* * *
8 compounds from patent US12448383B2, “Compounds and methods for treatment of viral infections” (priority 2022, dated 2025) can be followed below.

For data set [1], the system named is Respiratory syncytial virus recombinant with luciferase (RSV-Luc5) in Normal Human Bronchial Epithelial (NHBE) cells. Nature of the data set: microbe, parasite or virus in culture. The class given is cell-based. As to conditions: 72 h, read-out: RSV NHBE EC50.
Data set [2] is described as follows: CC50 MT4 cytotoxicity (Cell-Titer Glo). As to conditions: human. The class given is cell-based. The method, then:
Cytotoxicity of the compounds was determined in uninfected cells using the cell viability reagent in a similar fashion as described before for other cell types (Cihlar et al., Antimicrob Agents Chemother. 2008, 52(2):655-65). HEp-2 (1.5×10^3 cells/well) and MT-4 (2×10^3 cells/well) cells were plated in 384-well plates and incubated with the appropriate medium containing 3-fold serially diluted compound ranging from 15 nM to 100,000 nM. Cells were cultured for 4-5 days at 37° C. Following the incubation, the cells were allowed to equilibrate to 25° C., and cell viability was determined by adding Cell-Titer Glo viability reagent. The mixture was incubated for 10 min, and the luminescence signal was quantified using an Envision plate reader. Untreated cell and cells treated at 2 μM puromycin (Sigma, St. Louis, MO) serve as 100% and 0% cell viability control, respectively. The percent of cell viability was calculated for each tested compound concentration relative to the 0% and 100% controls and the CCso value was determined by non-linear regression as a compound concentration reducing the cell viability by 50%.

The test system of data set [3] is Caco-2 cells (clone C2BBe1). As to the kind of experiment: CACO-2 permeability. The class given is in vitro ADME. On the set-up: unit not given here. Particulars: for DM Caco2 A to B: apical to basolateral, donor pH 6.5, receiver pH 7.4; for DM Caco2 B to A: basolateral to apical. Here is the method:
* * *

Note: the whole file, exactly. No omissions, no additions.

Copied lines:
8 compounds from patent US12448383B2, “Compounds and methods for treatment of viral infections” (priority 2022, dated 2025) can be followed below.

For data set [1], the system named is Respiratory syncytial virus recombinant with luciferase (RSV-Luc5) in Normal Human Bronchial Epithelial (NHBE) cells. Nature of the data set: microbe, parasite or virus in culture. The class given is cell-based. As to conditions: 72 h, read-out: RSV NHBE EC50.
Data set [2] is described as follows: CC50 MT4 cytotoxicity (Cell-Titer Glo). As to conditions: human. The class given is cell-based. The method, then:
Cytotoxicity of the compounds was determined in uninfected cells using the cell viability reagent in a similar fashion as described before for other cell types (Cihlar et al., Antimicrob Agents Chemother. 2008, 52(2):655-65). HEp-2 (1.5×10^3 cells/well) and MT-4 (2×10^3 cells/well) cells were plated in 384-well plates and incubated with the appropriate medium containing 3-fold serially diluted compound ranging from 15 nM to 100,000 nM. Cells were cultured for 4-5 days at 37° C. Following the incubation, the cells were allowed to equilibrate to 25° C., and cell viability was determined by adding Cell-Titer Glo viability reagent. The mixture was incubated for 10 min, and the luminescence signal was quantified using an Envision plate reader. Untreated cell and cells treated at 2 μM puromycin (Sigma, St. Louis, MO) serve as 100% and 0% cell viability control, respectively. The percent of cell viability was calculated for each tested compound concentration relative to the 0% and 100% controls and the CCso value was determined by non-linear regression as a compound concentration reducing the cell viability by 50%.

The test system of data set [3] is Caco-2 cells (clone C2BBe1). As to the kind of experiment: CACO-2 permeability. The class given is in vitro ADME. On the set-up: unit not given here. Particulars: for DM Caco2 A to B: apical to basolateral, donor pH 6.5, receiver pH 7.4; for DM Caco2 B to A: basolateral to apical. Here is the method: